Monday, August 13, 2007

Google Earth and Picasa strange loops and the need for four dimensional coordinates in Google's image map layer

Update 9/2/07: Google's Picasa image integration with both Google Maps and Google Earth doesn't work the way I'd thought it did. I'm not sure how it's supposed to work, I can't find any documentation. The one thing I see is that all images are not routinely available to the public even when the appropriate layers are enabled. As of 9/07 image display in Google Maps seems to barely work at all.

I really can't come up with a title to quite explain this. It's just so extremely geeky, recursive, and quintessentially 21st century that I do, however, have to describe it.

First, here's the picture. The rest of the post makes more sense if you click on it, or, if you have Google Earth installed, this link might work to take you to the current view.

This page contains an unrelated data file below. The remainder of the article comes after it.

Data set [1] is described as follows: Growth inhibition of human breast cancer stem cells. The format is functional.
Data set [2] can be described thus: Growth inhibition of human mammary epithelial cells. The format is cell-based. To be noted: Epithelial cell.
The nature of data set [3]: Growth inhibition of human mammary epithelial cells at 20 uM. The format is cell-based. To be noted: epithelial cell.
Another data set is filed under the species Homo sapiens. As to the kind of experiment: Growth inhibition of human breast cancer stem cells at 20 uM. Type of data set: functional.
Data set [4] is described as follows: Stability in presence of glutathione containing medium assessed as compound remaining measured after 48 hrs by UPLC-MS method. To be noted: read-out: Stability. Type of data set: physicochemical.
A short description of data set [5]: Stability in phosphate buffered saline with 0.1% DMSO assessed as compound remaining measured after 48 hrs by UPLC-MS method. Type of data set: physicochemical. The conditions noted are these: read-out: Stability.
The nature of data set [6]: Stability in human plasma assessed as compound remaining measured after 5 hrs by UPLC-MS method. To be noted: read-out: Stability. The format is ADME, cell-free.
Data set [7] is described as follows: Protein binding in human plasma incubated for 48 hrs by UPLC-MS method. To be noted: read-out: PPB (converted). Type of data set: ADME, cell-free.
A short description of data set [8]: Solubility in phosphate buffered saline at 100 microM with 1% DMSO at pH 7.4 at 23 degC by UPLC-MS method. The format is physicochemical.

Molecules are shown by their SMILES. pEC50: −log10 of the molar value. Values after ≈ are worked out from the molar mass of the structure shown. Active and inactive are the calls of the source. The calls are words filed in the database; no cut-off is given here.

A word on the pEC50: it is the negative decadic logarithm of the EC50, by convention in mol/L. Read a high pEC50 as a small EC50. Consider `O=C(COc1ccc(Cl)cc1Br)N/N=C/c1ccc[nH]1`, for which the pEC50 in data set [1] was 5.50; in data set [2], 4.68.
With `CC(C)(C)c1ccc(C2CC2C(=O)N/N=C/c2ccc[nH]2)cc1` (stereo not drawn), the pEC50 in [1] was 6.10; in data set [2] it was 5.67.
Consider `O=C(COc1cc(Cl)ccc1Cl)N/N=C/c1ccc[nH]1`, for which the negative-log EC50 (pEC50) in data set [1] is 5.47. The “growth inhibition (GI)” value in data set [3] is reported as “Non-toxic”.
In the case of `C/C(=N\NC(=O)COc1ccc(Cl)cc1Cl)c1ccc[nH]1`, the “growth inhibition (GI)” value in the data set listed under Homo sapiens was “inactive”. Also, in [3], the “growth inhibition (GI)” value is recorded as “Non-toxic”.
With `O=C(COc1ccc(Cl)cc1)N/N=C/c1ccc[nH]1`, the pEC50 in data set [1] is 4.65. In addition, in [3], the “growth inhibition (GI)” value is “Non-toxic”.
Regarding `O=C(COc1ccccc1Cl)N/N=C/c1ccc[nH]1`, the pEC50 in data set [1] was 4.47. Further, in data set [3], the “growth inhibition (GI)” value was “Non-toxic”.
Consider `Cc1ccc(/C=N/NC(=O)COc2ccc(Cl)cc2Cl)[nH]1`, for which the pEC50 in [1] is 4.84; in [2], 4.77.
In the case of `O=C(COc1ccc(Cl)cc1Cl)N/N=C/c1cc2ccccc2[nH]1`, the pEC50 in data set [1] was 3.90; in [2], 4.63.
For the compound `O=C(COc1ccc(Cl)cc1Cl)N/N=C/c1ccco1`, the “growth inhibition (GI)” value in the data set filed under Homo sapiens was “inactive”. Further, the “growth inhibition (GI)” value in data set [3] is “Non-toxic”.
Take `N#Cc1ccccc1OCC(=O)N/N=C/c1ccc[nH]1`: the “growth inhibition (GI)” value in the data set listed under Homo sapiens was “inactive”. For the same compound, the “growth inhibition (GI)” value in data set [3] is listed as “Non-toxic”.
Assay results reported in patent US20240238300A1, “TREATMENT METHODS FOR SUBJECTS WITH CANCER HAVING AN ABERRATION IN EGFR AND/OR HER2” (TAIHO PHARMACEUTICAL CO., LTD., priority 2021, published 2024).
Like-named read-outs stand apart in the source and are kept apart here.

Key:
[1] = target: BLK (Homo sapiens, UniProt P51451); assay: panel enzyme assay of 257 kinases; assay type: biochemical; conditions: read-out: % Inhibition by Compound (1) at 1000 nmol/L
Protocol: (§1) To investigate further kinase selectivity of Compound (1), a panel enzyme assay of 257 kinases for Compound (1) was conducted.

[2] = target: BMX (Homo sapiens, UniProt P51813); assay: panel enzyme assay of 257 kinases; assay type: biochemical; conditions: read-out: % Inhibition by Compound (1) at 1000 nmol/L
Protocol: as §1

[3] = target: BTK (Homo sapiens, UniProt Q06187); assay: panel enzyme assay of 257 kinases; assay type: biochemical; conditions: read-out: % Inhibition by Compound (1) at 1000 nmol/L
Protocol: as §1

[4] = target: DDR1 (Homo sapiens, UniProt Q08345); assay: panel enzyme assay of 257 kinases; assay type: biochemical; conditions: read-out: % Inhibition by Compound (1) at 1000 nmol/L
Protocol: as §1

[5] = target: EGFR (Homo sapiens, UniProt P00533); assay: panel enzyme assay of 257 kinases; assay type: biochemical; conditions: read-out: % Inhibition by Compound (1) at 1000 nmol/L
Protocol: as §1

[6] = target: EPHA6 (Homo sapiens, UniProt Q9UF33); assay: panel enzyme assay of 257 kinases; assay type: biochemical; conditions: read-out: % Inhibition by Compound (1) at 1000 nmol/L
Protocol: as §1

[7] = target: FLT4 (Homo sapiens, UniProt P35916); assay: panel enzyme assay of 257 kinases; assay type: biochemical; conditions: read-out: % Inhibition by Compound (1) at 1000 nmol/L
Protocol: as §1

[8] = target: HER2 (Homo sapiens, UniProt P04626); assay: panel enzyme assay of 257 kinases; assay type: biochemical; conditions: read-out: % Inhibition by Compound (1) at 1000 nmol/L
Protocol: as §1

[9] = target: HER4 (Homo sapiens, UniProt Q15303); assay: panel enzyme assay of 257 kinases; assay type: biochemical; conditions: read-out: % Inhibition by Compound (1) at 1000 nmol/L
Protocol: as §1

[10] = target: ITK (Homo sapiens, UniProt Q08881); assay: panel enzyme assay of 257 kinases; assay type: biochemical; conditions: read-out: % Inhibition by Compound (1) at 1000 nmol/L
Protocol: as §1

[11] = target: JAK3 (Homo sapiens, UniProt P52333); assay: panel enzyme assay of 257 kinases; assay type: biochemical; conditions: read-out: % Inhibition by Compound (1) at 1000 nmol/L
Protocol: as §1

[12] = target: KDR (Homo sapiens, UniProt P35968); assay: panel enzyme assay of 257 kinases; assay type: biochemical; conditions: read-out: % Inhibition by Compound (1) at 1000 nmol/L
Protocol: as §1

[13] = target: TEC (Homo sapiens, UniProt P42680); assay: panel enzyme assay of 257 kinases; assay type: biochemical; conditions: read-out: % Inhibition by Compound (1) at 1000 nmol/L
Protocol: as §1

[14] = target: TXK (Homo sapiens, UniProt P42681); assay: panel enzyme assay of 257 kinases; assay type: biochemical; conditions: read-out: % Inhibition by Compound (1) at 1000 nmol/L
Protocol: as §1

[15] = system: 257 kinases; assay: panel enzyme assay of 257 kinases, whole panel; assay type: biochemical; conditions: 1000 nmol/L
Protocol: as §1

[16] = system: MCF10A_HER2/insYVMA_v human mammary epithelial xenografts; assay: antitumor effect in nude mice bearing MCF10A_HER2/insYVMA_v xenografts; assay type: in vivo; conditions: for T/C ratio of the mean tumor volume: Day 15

From Reunion photos
What you're seeing here is a snapshot of a Google Earth display of an obscure building in Saint Laurent, Quebec (ok, it was once Father McDonald high school, I don't know what it is now.) If you view the entire display you'll see some picture icons.

The picture icons belong to this (public) Picasa album. The album cover picture is also this Google Earth picture. If you click on the Google Earth link above (as of 8/13/07) you'd see that the Google Earth view also contains the above image. Hence the recursion.

The Picasa images appear in the Google Earth embedded image, and are visible to anyone in the world who uses GE on that site with the image layer enabled, because I assigned them all geolocation using Picasa Web Albums "map" feature.

This would, of course, be even more interesting if Google Earth added a fourth dimension (time). Then one could view sites over time, and these images might show up only for certain time slices. Alas, if Google adds this feature in 2037 my heir's will need to update the image metadata, Google 2007 does not allow user specification of the image acquisition date.

PS. There are a few more examples of "strange loops" in this exercise, but I think I've done enough damage for the moment.

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